NEWS WRAP-UP: Apple patches iOS vulnerabilities; Roomba’s plan to map homes raises concerns; tax breaks for cybersecurity training proposed

Week ending July 29. A company is offering to microchip employees, enabling them to open doors, log onto computers and purchase snacks with a swipe of the hand. Three Square Market, also known as 32M, said more than 50 employees are voluntarily getting implants Aug. 1 at what the company is calling a “chip party.” The chips are the size of a grain of rice and are inserted underneath the skin between the thumb and forefinger using a syringe. The procedure takes a couple of seconds. Company leaders hope the $300 microchips eventually can be used on air travel, public transit and for storing medical information. The company is partnering with Sweden’s BioHax International, where employees have been using the implants. Three Square Market is paying for the employees’ microchips. The technology has raised privacy concerns because of the potential to track a person’s whereabouts and purchases. Officials at 32M said the data in the microchip is encrypted and does not use GPS. But Michael Zimmer, who teaches internet ethics and privacy at the  University of Wisconsin-Milwaukee said he worries about the potential for “function creep,” where the stated purpose of a technology ends up spilling over into other uses, including surveillance. Source: The Associated Press via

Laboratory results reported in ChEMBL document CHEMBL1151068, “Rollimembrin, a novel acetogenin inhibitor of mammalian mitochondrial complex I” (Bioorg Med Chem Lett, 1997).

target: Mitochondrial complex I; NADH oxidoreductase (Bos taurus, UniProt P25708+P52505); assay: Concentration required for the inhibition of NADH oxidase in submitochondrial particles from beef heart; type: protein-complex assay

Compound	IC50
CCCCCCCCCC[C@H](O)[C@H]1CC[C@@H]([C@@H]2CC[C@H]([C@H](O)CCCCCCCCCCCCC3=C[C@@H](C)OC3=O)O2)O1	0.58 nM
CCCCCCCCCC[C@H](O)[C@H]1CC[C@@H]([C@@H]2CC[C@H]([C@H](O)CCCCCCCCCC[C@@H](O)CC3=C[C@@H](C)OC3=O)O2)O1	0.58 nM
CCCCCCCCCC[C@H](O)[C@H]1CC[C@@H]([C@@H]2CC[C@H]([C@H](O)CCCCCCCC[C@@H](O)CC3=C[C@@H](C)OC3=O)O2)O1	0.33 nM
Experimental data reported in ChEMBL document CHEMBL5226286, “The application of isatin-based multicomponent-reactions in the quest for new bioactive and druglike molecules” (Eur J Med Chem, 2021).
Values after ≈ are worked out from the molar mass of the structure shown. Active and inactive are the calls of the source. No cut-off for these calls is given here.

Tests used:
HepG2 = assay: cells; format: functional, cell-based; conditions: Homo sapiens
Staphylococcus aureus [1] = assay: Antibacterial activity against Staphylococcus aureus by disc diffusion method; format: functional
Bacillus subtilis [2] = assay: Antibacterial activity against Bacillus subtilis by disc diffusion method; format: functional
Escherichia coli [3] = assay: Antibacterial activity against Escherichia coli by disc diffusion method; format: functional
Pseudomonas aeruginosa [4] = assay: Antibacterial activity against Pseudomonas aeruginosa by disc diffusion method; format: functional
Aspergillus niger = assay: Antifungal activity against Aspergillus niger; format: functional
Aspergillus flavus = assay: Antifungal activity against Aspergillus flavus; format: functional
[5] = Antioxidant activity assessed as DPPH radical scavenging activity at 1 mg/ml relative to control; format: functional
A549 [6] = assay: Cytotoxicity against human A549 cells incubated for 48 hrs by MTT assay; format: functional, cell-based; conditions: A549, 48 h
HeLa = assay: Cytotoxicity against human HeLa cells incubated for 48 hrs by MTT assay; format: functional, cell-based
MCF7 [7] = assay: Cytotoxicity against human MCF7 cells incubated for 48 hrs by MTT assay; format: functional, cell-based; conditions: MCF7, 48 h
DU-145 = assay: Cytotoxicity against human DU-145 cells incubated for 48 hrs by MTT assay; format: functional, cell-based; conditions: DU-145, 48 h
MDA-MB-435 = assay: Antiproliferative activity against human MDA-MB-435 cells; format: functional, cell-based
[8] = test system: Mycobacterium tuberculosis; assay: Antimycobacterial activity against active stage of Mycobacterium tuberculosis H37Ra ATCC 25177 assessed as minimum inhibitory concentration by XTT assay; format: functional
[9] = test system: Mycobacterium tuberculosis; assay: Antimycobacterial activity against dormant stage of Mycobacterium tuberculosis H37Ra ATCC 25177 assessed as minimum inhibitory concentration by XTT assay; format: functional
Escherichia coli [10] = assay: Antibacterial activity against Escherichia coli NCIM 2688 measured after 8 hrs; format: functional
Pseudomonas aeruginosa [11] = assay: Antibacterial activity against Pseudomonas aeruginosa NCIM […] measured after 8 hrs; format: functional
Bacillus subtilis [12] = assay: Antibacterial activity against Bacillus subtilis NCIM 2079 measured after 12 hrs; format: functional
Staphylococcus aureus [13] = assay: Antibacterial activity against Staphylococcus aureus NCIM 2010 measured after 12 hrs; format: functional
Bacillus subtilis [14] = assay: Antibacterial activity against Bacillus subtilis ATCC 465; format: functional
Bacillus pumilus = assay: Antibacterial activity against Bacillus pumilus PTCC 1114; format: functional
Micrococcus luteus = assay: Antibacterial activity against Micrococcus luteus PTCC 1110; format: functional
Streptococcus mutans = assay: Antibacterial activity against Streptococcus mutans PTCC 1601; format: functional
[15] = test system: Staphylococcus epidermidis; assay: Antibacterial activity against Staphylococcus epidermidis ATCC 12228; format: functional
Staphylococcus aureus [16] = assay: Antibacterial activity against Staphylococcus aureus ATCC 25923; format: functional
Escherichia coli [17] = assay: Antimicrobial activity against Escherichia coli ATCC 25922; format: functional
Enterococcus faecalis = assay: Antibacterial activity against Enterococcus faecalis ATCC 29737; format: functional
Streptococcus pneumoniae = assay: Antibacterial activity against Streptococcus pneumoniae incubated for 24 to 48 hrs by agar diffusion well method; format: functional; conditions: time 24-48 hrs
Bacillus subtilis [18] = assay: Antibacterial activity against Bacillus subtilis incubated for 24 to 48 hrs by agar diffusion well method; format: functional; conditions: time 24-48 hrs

Apple patches devices to prevent possible Wi-Fi hacks

Apple issued a critical security patch for all iOS devices to protect against a potential hack that attacks devices remotely via Wi-Fi. The tech company has urged users to install the operating system update to avoid a “potentially serious” cyber attack that could wipe out iPhones. Android devices also are threatened by the hack, but Google issued its own update earlier this month. Source: The Wall Street Journal

Bill would require Homeland Security to disclose more about cyber issues

A House panel advanced legislation requiring the Department of Homeland Security to give lawmakers more information on how it discloses cyber vulnerabilities to the private sector. The bill would require Homeland Security Secretary John Kelly to send a report to relevant congressional committees describing policies and procedures used by the DHS to coordinate the disclosure of what are called “zero days”—cyber vulnerabilities that are unknown to a product’s manufacturer and for which no patch exists. Source: The Hill

Coordinated effort to fight identity theft seems to be working

The number of identity theft victims was nearly cut in half last year, compared to the previous year, after the agency teamed with tax preparers to fight the problem, IRS Commissioner John Koskinen said. In 2015, thieves stole the identities of nearly 700,000 victims. Last year, the number dropped to 377,000. Source: The Associated Press via The Seattle Times

Shoplifting suspect uses former Cowboy player’s identity; team dumps player